By Kevin Newhouse
I’m sad to report that Sushi on the Run will be closing its doors as of November 30, 2015. Chef Masa (Masayuki Watanabe) has decided to retire from the kitchen after a very successful career. However, he and his wife will remain residents of Aptos, which in my opinion is a good thing!
Chef Masa, who has been treating us to his tasty creations for close to 15 years at Sushi on the Run, started out in Tokyo, where he ran a small sushi bar. After coming to the United States, Chef Masa opened Masayuki’s sushi bar in Capitola Village in November 1987.
Masayuki’s quickly became a well-known spot for locals to get their sushi fix. In those days, sushi wasn’t as popular as it is today. In fact, Chef Masa may have been responsible for a lot of people’s first sushi experience. As you know, the sushi trend quickly spread and so did the popularity of Masayuki’s. When he announced they would be closing for business in September 1999, some folks were joking (or maybe not) about starting a support group to help deal with the loss!
The building that Sushi on the Run occupies has always struck me as kind of an odd building. It is a small structure facing a busy street with a cliff on the backside, and a small amount of parking out front. It feels like a place where you stop the car, run in, run out, and do it so quickly that you don’t even need to turn off the car’s engine. I think that is why they chose the name “Sushi on the Run,” even though there were a few tables for a dine-in option. The name is also a very fitting as it captures the intent of the building’s original use.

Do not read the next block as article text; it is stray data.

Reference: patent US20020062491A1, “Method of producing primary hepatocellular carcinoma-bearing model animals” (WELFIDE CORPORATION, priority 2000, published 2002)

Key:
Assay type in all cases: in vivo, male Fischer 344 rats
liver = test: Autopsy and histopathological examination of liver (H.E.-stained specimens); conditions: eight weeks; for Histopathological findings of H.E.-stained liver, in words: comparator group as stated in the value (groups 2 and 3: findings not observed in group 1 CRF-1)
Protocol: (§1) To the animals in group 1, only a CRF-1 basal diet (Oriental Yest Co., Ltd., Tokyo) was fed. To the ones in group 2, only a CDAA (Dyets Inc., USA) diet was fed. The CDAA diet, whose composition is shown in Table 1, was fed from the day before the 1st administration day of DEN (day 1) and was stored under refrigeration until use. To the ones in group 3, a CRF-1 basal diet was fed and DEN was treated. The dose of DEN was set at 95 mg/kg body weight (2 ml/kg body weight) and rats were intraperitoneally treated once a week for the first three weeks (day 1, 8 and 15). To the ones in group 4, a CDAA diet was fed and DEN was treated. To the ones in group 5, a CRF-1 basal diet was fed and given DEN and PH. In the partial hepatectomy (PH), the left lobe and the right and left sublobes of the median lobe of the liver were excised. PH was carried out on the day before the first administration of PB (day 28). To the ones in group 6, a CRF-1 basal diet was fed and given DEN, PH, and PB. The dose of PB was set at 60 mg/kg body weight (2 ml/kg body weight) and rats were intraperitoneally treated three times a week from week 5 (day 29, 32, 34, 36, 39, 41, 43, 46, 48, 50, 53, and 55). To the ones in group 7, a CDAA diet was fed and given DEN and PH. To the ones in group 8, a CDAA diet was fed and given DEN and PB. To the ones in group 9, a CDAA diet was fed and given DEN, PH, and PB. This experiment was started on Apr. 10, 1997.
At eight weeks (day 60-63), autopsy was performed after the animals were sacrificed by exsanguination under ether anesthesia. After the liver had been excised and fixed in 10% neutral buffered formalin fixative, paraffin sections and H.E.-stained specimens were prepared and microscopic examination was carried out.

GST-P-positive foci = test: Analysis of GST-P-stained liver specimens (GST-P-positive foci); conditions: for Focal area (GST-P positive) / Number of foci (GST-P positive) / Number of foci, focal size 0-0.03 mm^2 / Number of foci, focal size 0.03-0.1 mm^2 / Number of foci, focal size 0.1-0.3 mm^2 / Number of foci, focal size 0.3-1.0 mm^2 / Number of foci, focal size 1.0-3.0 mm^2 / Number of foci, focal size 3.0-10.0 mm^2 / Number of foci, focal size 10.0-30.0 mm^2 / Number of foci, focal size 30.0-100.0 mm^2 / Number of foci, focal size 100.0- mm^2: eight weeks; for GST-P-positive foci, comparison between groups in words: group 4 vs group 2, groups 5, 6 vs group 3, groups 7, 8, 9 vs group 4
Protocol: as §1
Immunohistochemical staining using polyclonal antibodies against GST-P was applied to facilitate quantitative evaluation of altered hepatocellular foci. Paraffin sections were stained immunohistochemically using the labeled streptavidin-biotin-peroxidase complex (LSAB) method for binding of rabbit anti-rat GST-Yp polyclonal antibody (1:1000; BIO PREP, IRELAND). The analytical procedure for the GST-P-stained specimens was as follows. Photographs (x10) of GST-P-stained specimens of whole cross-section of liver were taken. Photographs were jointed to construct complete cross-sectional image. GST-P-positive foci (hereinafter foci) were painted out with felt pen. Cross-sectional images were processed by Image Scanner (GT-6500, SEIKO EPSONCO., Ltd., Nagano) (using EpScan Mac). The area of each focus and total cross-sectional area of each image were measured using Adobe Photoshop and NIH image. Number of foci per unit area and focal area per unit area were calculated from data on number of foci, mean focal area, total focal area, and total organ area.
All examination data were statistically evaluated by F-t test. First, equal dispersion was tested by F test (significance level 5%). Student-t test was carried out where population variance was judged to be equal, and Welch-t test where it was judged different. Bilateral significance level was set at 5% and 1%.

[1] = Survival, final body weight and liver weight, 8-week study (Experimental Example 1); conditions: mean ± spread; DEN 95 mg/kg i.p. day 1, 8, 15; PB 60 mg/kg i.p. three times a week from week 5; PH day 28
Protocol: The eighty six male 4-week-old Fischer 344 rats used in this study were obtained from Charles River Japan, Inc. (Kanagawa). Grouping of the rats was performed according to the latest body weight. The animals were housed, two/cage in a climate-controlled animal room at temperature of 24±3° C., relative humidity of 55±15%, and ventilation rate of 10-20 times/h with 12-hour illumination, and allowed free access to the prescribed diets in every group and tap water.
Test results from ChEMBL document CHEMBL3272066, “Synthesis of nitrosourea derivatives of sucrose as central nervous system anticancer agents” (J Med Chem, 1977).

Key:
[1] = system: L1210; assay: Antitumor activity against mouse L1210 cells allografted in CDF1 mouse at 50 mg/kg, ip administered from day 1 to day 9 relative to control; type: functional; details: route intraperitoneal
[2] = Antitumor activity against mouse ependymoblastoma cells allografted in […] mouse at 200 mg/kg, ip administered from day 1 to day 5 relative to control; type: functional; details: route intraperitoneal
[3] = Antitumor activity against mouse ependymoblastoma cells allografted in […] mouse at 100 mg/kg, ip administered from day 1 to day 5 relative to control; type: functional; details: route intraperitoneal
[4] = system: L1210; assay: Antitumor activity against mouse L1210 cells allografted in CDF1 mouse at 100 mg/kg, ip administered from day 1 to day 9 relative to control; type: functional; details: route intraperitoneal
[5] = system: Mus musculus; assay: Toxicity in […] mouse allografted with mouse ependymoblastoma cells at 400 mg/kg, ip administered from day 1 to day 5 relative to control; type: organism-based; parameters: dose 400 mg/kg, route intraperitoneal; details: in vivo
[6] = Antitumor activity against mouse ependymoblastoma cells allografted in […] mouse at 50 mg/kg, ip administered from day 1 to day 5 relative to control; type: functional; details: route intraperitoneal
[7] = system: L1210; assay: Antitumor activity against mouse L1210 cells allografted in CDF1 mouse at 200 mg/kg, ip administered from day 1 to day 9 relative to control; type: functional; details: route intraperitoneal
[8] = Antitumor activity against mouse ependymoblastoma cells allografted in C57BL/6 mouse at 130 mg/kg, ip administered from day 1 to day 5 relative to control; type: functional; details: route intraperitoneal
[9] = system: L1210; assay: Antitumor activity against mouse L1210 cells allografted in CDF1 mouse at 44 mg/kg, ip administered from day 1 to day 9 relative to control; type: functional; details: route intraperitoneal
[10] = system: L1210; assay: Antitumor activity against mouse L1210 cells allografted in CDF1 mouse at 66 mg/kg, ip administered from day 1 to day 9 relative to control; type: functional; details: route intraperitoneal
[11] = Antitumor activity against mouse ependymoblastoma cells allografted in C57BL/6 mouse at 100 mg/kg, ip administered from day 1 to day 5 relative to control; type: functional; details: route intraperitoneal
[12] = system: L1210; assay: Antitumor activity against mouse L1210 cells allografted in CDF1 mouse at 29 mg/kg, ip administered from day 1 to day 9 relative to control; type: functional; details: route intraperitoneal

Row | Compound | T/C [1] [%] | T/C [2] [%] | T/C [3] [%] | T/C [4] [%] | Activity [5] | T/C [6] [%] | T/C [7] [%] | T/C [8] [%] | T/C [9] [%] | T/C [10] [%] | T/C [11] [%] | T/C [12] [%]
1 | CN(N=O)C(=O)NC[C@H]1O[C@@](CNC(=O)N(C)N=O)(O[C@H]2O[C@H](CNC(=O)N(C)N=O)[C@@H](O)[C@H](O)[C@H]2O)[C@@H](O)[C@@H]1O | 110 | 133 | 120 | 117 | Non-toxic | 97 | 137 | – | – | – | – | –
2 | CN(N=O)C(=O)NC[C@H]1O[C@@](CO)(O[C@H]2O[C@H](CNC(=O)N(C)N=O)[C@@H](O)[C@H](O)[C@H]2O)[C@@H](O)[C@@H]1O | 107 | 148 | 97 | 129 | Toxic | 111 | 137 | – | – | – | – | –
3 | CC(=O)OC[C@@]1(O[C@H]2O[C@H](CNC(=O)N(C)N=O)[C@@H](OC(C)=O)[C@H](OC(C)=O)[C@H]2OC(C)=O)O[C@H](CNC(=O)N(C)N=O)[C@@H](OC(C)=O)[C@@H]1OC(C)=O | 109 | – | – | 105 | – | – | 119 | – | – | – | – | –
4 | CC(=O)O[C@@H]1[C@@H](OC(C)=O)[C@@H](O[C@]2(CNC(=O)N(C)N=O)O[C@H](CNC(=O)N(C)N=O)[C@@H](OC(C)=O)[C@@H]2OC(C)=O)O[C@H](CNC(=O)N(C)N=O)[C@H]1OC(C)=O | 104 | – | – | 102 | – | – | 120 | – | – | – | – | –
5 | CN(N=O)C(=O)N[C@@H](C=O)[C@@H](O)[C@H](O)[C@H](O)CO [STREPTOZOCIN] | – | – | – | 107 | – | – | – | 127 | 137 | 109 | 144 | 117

The building was originally constructed as a drive-in depot for Santa Cruz Dairy Farms. Although it was before my time, a lot of you may remember when milk and other dairy products were delivered right to your doorstep. Well, these drive-in depots were created as an alternate option that proved to be quite popular.
In May 1962, Santa Cruz Diary Farms opened the “cash and carry” milk depot in Aptos. Bud Blake was the manager and his wife Florence and daughter Jane helped out by waiting on customers. Part of the reason this business was so successful was due to the freshness of the product, convenience of “one-minute service”, and no end-of-month dairy bills like you had with the delivery service.
The guaranteed fresh quality of the milk was due to the direct producer to consumer service of the Santa Cruz Diary Farms. Their cows were free to pasture at their ranch at 601 Glenwood Drive in Scotts Valley. Within minutes of milking the cows, the milk would be rushed to the processing plant at 2201 Soquel drive. The milk would then be available to purchase at one of the five drive-in depots between Felton and Aptos. Talk about a local product from start to finish!!!
I have talked to several people around town who have wonderful memories of the Aptos drive-in diary. For many, it was a real treat for them to enjoy cookies and fresh milk after school. Others reminisced fondly of driving up in the back of the family car and have commented about how good these memories make them feel. One woman recalled her and a friend riding horses to the diary through the fields, which now make up the lower portion of Rancho Del Mar, and getting served without even getting off the saddle!
The closing of Sushi on the Run is bittersweet. On one hand, I am sad that we are losing a great Aptos eatery. On the other hand, retirement is a blessing and for Chef Masa, it is very well deserved. Thank you to Chef Masa, his family, and employees at Sushi on the Run, for sharing your talents with us for so many years. You will be missed.